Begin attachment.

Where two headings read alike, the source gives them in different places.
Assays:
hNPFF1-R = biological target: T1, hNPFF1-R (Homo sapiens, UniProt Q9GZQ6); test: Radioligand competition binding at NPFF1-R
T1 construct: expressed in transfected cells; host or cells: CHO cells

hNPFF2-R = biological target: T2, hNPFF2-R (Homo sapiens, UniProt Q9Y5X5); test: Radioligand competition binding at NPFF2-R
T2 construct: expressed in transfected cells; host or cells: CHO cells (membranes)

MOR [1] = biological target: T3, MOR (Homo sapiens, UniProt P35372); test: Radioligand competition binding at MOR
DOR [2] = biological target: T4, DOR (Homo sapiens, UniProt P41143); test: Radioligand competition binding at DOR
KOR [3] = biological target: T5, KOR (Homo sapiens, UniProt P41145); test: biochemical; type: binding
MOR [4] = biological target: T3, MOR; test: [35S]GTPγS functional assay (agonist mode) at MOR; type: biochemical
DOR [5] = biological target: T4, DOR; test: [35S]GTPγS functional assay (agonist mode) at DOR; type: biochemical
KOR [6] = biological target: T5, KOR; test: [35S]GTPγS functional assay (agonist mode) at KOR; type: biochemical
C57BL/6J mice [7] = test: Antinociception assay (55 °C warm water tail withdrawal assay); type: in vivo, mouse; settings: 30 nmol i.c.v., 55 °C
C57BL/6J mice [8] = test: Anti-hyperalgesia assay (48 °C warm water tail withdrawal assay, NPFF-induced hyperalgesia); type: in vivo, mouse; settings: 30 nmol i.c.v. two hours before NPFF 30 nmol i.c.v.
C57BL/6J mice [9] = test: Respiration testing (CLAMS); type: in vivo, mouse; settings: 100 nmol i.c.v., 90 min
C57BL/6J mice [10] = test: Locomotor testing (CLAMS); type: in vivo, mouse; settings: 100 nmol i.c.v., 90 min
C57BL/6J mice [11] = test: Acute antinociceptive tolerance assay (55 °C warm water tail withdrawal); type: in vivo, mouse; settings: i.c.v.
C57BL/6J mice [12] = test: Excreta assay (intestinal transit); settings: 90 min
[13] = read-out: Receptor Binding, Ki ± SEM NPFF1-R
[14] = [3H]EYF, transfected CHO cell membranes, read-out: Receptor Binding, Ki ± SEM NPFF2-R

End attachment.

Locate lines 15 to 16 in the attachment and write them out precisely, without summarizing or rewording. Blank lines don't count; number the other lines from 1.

C57BL/6J mice [9] = test: Respiration testing (CLAMS); type: in vivo, mouse; settings: 100 nmol i.c.v., 90 min
C57BL/6J mice [10] = test: Locomotor testing (CLAMS); type: in vivo, mouse; settings: 100 nmol i.c.v., 90 min